BACKGROUND AND PURPOSE: Recently, the laparoscopic approach to the management of seminal vesicle cysts has been described. This report outlines the washington University experience and reviews the present literature to evaluate the results of the laparoscopic approach to the excision of retrovesical cysts of seminal vesicle and Mullerian origin. patients AND methods: The hospital and office records of three patients undergoing laparoscopic excision of seminal vesicle and Mullerian duct cyst disease between April 1993 and March 1999 were reviewed for the operative time, the estimated blood loss, total hospital stay, total analgesia required postoperatively, the time to resumption of oral intake, and the postoperative recovery. A literature search revealed two additional reports of laparoscopic management of cystic disease of the seminal vesicle, comprising only one and two patients. An additional review of the literature was performed to compare the laparoscopic procedure with the transvesical, transurethral, open transvesical, and open retrovesical approach for the management of the disease. RESULTS: For the three patients at washington University, the operative time averaged 4 hours (range 1.8-6.1 hours), and the mean estimated blood loss was 150 mL (range 50-200 nL). The patients required a mean of 43 mg of morphine sulfate for postoperative pain control, had a mean hospital stay of 2.6 days, and resumed oral intake 5.8 hours postoperatively. In combination with the three other cases reported in the literature, the average operative time for laparoscopic retrovesical cyst excision was 2.9 hours, and the average hospital stay was 2.2 days. With an average follow-up of 17 months, all six patients had excellent resolution of their preoperative symptoms. There have been no major or minor complications or any need for further operative therapy. CONCLUSION: Laparoscopic excision of retrovesical cystic disease is an effective surgical procedure, associated with minimal postoperative morbidity, short hospitalization, and a rapid recovery for the patient.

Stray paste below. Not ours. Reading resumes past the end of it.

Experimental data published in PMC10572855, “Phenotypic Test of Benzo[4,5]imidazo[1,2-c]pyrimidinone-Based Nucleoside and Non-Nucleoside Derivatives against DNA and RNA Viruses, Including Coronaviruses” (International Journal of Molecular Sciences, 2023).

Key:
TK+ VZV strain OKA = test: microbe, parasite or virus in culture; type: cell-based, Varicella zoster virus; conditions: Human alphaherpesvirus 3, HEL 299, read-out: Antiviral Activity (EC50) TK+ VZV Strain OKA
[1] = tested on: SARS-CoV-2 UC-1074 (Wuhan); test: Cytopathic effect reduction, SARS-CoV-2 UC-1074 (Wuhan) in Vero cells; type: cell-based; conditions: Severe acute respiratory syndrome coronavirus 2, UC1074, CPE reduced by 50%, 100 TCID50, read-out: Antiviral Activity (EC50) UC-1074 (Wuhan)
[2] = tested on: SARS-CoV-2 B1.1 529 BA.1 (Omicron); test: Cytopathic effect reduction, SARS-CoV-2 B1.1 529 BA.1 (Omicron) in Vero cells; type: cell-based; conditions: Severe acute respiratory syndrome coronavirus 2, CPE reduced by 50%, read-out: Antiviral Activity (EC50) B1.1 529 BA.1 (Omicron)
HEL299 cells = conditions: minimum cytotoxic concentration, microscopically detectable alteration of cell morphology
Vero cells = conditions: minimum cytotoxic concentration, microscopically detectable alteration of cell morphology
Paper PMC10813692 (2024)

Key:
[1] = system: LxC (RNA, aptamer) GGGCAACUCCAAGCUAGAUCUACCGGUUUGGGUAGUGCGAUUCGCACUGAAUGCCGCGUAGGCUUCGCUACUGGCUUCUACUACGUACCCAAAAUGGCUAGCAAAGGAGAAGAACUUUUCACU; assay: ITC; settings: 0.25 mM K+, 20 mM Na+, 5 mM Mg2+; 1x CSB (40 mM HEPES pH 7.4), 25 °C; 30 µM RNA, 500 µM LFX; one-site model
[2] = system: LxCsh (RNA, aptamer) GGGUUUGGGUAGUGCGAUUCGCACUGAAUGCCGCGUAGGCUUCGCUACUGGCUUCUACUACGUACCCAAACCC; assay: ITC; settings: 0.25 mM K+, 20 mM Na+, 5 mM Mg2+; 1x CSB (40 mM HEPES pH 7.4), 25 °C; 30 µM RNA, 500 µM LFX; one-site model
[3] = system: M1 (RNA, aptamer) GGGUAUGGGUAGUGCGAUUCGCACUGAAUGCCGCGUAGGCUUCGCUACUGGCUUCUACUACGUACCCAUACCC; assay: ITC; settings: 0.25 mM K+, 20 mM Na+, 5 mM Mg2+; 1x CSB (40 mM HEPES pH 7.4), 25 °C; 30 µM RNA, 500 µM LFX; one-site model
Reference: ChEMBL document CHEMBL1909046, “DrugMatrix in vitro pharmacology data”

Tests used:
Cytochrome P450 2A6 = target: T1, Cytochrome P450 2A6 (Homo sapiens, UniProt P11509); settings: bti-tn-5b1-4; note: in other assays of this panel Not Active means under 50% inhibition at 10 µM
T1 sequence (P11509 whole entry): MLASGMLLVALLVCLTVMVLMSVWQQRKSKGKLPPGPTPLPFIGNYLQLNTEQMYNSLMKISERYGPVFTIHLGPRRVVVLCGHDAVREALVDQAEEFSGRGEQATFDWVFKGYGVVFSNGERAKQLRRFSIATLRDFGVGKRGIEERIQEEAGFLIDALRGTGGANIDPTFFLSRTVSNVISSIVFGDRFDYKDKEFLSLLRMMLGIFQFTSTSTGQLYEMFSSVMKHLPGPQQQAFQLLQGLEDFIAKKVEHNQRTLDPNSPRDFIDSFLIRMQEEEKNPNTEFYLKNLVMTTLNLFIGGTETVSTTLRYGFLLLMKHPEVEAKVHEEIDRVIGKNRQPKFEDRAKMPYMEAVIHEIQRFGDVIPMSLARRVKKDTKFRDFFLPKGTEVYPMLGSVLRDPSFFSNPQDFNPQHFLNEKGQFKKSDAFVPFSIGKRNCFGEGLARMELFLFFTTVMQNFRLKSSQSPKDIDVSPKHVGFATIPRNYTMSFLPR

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7/27. An unusual cause of epistaxis: a haemophilic pseudotumour in a non-haemophiliac, arising in a paranasal sinus.

    Most cases of epistaxis are due to simple causes and are easily treated on an out-patient basis. However, there are some cases where the origin of bleeding is not obvious or arises from an unusual pathological source. The authors describe a case of epistaxis due to a mass in the maxillary antrum that when biopsied showed the histological appearances of a haemophilic pseudotumour. The patient was anticoagulated on warfarin for a cardiac valve replacement and this was thought to be the cause of the ongoing haemorrhage necessary for development of the pseudotumour. Even in haemophiliacs, pseudotumours are rare and we believe this case is unique in that the patient is a non-haemophiliac. The epistaxis was eventually controlled by external beam radiotherapy to the pseudotumour. The management of this case is outlined as well as a review of the literature on haemophilic pseudotumour.